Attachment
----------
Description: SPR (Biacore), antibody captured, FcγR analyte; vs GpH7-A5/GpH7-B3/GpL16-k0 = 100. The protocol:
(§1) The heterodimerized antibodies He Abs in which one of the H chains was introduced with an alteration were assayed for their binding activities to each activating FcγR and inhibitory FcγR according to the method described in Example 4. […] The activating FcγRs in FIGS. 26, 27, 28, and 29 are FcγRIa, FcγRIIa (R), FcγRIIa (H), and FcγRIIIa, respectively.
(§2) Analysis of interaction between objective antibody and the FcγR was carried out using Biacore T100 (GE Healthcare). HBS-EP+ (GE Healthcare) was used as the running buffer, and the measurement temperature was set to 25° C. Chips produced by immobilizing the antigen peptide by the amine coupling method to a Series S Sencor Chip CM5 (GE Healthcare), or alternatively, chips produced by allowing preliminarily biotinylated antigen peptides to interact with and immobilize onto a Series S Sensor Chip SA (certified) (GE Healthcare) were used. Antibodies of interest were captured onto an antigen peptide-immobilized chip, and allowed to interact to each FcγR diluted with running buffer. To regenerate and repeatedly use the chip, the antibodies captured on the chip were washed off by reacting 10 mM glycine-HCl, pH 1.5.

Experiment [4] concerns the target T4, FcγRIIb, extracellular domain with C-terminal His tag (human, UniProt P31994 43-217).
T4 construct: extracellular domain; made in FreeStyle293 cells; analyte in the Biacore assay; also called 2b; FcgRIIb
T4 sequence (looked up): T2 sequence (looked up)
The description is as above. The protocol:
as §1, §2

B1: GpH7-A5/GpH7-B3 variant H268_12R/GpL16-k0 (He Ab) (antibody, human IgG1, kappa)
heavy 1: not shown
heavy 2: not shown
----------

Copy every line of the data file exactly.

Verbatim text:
Description: SPR (Biacore), antibody captured, FcγR analyte; vs GpH7-A5/GpH7-B3/GpL16-k0 = 100. The protocol:
(§1) The heterodimerized antibodies He Abs in which one of the H chains was introduced with an alteration were assayed for their binding activities to each activating FcγR and inhibitory FcγR according to the method described in Example 4. […] The activating FcγRs in FIGS. 26, 27, 28, and 29 are FcγRIa, FcγRIIa (R), FcγRIIa (H), and FcγRIIIa, respectively.
(§2) Analysis of interaction between objective antibody and the FcγR was carried out using Biacore T100 (GE Healthcare). HBS-EP+ (GE Healthcare) was used as the running buffer, and the measurement temperature was set to 25° C. Chips produced by immobilizing the antigen peptide by the amine coupling method to a Series S Sencor Chip CM5 (GE Healthcare), or alternatively, chips produced by allowing preliminarily biotinylated antigen peptides to interact with and immobilize onto a Series S Sensor Chip SA (certified) (GE Healthcare) were used. Antibodies of interest were captured onto an antigen peptide-immobilized chip, and allowed to interact to each FcγR diluted with running buffer. To regenerate and repeatedly use the chip, the antibodies captured on the chip were washed off by reacting 10 mM glycine-HCl, pH 1.5.

Experiment [4] concerns the target T4, FcγRIIb, extracellular domain with C-terminal His tag (human, UniProt P31994 43-217).
T4 construct: extracellular domain; made in FreeStyle293 cells; analyte in the Biacore assay; also called 2b; FcgRIIb
T4 sequence (looked up): T2 sequence (looked up)
The description is as above. The protocol:
as §1, §2

B1: GpH7-A5/GpH7-B3 variant H268_12R/GpL16-k0 (He Ab) (antibody, human IgG1, kappa)
heavy 1: not shown
heavy 2: not shown